Of the numerous achievements in 1992, perhaps none was more important to the company’s financial well-being than the one-year engagement at the Mirage Hotel. The success of Nouvelle Experience enraptured casino owner Steve Wynn, turning the one-year engagement into a permanent engagement. Further, Wynn agreed to construct a more than $20 million permanent facility for Cirque du Soleil at the new Treasure Island resort, scheduled to open in 1994. The addition of its first permanently placed production was a dramatic change for the otherwise peripatetic Cirque du Soleil, but it provided the company with a major and reliable stream of revenue. Moreover, the relationship with Wynn proved to be highly advantageous for Cirque du Soleil, leading to other arrangements for permanently placed productions in the years ahead. In addition to this budding success story, the company could claim victory with its new Saltimbanco production, in the midst of its 19-month North American tour in 1993. The $20 million production, featuring 40 artists and a traveling company of 110, was attracting near-capacity audiences. For the production to break even financially, 70 percent of the 2,500-seat big top needed to be filled, a percentage Saltimbanco far surpassed by averaging nearly 93 percent of capacity in paid attendance and 98 percent of capacity in total attendance. By the time Saltimbanco had finished its North American tour, 1.4 million people had seen the production, with more to come, as the production embarked on a six-month run in Tokyo in 1994. On top of the revenue obtained from ticket sales, the company also was gaining revenue from its merchandise line sold at the performances and through a mail-order catalogue, which was attached to the program for individual performances. Cirque du Soleil’s growing legions of fans could buy CDs of the production’s music, as well as a full range of merchandise that included inexpensive items, such as $5 buttons, and decidedly more expensive items, such as a $350 Cirque du Soleil leather jacket. As Cirque du Soleil developed into a recognizable brand name, the marketing forces behind the company were becoming increasingly ambitious.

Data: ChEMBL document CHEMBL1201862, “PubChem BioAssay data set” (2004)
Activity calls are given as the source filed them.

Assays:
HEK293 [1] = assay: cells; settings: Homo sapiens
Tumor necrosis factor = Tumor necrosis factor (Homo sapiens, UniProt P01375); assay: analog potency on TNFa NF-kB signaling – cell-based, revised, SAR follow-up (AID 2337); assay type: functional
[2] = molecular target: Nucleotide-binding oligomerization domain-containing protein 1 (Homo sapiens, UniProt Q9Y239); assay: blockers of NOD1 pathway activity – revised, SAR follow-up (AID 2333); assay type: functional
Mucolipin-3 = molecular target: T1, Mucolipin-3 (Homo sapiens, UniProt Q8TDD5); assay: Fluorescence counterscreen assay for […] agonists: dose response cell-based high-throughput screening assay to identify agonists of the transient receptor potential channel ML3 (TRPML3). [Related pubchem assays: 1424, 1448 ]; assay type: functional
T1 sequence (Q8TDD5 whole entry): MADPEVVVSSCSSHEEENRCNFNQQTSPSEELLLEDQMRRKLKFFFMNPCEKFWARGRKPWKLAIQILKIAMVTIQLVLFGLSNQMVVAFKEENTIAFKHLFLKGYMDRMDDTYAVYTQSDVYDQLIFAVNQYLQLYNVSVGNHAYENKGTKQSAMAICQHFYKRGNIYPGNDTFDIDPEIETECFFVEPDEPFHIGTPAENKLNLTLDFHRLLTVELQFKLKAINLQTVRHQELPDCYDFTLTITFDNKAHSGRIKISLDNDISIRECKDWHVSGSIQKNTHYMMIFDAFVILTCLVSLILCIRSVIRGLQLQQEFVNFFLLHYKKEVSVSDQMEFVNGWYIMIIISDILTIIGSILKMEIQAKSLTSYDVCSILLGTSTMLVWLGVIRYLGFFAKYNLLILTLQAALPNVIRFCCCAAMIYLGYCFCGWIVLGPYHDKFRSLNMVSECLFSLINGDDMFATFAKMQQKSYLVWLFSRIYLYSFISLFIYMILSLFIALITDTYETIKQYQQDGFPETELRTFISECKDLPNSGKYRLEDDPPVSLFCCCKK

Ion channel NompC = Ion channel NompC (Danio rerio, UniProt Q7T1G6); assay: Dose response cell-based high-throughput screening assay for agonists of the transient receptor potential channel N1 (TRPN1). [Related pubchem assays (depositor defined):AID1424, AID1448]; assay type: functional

Diversification and Expansion in the 1990s
Cirque du Soleil celebrated its tenth anniversary in 1994, its management having devised and fulfilled two, five-year plans. For the next five years, management laid out a diversified blueprint for growth, the implementation of which would greatly increase the company’s financial stature. Construction of a $10 million “creation studio” in Montreal was planned to serve as an elaborate rehearsal space, an extensive European tour was planned, and, significantly, a television series was planned. The Saltimbanco production was slated for the European tour, but continuing with its tradition, the company debuted two new productions before the European tour got under way. Completion of the permanent theater in Las Vegas included the debut of Mystére in 1994, marking the beginning of a ten-year contract signed with Mirage Resorts. During its first year, the 1,541-seat theater registered an impressive sellout ratio of 98 percent, attracting more than 660,000 spectators. While Mystére settled into its permanent home in Las Vegas, the company finished development of a new touring show, Alegria, which began a two-year North American tour in Montreal in 1994.